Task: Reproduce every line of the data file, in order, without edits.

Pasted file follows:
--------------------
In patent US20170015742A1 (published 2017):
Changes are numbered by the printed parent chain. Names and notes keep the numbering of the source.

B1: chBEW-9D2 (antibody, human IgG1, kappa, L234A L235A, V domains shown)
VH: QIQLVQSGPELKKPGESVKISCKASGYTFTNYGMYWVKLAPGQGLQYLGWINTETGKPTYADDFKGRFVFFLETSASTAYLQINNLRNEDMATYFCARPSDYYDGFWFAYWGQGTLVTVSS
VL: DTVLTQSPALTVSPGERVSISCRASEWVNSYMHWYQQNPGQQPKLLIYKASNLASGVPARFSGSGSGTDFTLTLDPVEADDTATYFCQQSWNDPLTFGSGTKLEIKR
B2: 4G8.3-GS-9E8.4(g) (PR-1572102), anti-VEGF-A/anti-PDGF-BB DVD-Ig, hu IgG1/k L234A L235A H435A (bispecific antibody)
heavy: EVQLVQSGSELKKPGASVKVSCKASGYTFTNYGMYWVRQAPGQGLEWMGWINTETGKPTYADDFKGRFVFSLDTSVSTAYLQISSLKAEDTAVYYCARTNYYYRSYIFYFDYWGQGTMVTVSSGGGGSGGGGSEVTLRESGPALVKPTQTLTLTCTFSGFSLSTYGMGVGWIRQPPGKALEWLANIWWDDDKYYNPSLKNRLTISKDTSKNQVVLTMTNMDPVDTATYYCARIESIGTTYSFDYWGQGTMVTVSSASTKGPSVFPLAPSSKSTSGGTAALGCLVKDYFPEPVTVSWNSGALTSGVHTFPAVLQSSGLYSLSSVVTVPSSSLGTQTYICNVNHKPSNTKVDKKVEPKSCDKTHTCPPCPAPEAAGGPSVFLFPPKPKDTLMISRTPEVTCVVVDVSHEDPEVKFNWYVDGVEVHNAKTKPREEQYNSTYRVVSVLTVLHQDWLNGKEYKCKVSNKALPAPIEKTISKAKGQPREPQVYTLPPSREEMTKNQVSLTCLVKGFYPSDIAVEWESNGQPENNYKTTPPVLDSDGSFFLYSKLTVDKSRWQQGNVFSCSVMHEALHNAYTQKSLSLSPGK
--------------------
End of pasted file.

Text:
In patent US20170015742A1 (published 2017):
Changes are numbered by the printed parent chain. Names and notes keep the numbering of the source.

B1: chBEW-9D2 (antibody, human IgG1, kappa, L234A L235A, V domains shown)
VH: QIQLVQSGPELKKPGESVKISCKASGYTFTNYGMYWVKLAPGQGLQYLGWINTETGKPTYADDFKGRFVFFLETSASTAYLQINNLRNEDMATYFCARPSDYYDGFWFAYWGQGTLVTVSS
VL: DTVLTQSPALTVSPGERVSISCRASEWVNSYMHWYQQNPGQQPKLLIYKASNLASGVPARFSGSGSGTDFTLTLDPVEADDTATYFCQQSWNDPLTFGSGTKLEIKR
B2: 4G8.3-GS-9E8.4(g) (PR-1572102), anti-VEGF-A/anti-PDGF-BB DVD-Ig, hu IgG1/k L234A L235A H435A (bispecific antibody)
heavy: EVQLVQSGSELKKPGASVKVSCKASGYTFTNYGMYWVRQAPGQGLEWMGWINTETGKPTYADDFKGRFVFSLDTSVSTAYLQISSLKAEDTAVYYCARTNYYYRSYIFYFDYWGQGTMVTVSSGGGGSGGGGSEVTLRESGPALVKPTQTLTLTCTFSGFSLSTYGMGVGWIRQPPGKALEWLANIWWDDDKYYNPSLKNRLTISKDTSKNQVVLTMTNMDPVDTATYYCARIESIGTTYSFDYWGQGTMVTVSSASTKGPSVFPLAPSSKSTSGGTAALGCLVKDYFPEPVTVSWNSGALTSGVHTFPAVLQSSGLYSLSSVVTVPSSSLGTQTYICNVNHKPSNTKVDKKVEPKSCDKTHTCPPCPAPEAAGGPSVFLFPPKPKDTLMISRTPEVTCVVVDVSHEDPEVKFNWYVDGVEVHNAKTKPREEQYNSTYRVVSVLTVLHQDWLNGKEYKCKVSNKALPAPIEKTISKAKGQPREPQVYTLPPSREEMTKNQVSLTCLVKGFYPSDIAVEWESNGQPENNYKTTPPVLDSDGSFFLYSKLTVDKSRWQQGNVFSCSVMHEALHNAYTQKSLSLSPGK